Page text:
Build quality was pretty close on the MIK vs. MIA, although you could tell the difference. Much like difference between a "good" Skyline and US Lakland.
    Ultimately, I did not jive as well with the shorter scale, seemed like I need to go "T-rex" arms to play it correctly, so I ended up selling the US for something else.
    I've dabbled since with some other shorter scale basses, such as a Hofner and a Mustang (inbound as I speak). So I'm still scratching my short-scale itch, but for me, I'm thinking that a Fender body shape will be better for me ergonomically, than the larger hollowbody shaped basses. YMMV.
     
    chris merrill likes this.
  15. I own a 68 Guild Starfire II. It's been my only bass for almost two years now. I'd suggest getting it. It's certainly not for everyone; not a bass for someone who wants to slap or whatever. But for what you've stated I'd definitely try to get my hands on a new Starfire II (60s Starfire II rarely show up for sale) Or maybe the M85 but I've never played one. Both have the bisonic pickups. I also would go for the two pickup model.

    Also, the DeArmond Starfire has slightly wider string spacing. The 90s guilds have thinner bodies and not the bisonic.

    @Bassman8416 @edwinhurwitz can both probably provide thoughts on the Starfire. also bassman might still be selling his modded DeArmond.

    Correct.
     
  16. Mustang Surly

    Mustang Surly

    Jul 10, 2013
    Note also that, unless they have been modded, DeArmond Starfire-II basses have separate volume and tone pots for each pup like a Guild Starfire II bass, but not the master volume pot that the Guilds have.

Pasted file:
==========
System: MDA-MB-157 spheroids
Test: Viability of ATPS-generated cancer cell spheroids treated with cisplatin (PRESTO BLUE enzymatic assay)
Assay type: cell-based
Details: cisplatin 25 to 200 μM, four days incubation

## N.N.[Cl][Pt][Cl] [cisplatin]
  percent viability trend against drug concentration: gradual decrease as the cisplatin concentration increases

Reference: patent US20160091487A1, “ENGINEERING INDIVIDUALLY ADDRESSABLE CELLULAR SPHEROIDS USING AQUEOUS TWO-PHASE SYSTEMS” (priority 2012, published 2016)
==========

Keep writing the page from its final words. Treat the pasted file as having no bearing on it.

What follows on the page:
17. JxBass

    JxBass Supporting Member

    Aug 5, 2008
    I still own my '66 Guild Starfire I. Scale length is 32".

    DSC01247.
     
    Jim Carr and wisconsindead like this.
  18. Such a nice burst on that.
     
  19. JxBass

    JxBass Supporting Member

    Aug 5, 2008
    What's also cool is that it has the somewhat rare Guild Mickey Mouse pickup.
     
  20. Jim Carr

    Jim Carr Dr. Jim Gold Supporting Member

    Jan 21, 2006
    Denton, TX or Kailua, HI
    fEARful Kool-Aid dispensing liberal academic card-carrying union member Musicians Local 72-147
    @whirledpeas — Just got an MIK Guild Starfire Chris Hillman reissue. It was the last new one I could find anywhere in the US, so finding another may be difficult, unless it is used, and will likely not be "on sale."

    It equals or excels the Starfire I that I had in the late 60s—which had a Mickey Mouse pickup like the lovely '66 @JxBass has. The Hillman is an excellent bass, and the Bisonic pickup is very much to my liking. There is a review thread here: NBD Guild Starfire Chris Hillman reissue

    Chris Hillman Signature Byrds Bass – Guild Guitars

    AFAIK, the Hillman reissue is just a Newark St. Starfire I with a different finish (sunburst), a Hillman signature on the truss cover, and a "Byrds" inlay at the 12th fret. So? Well, you can't get a sunburst Starfire I or II unless it is an older instrument or a vintage bass. That said, I recommend an MIK Newark St. Starfire I, any color.
     
    Last edited: Nov 4, 2016
    chris merrill likes this.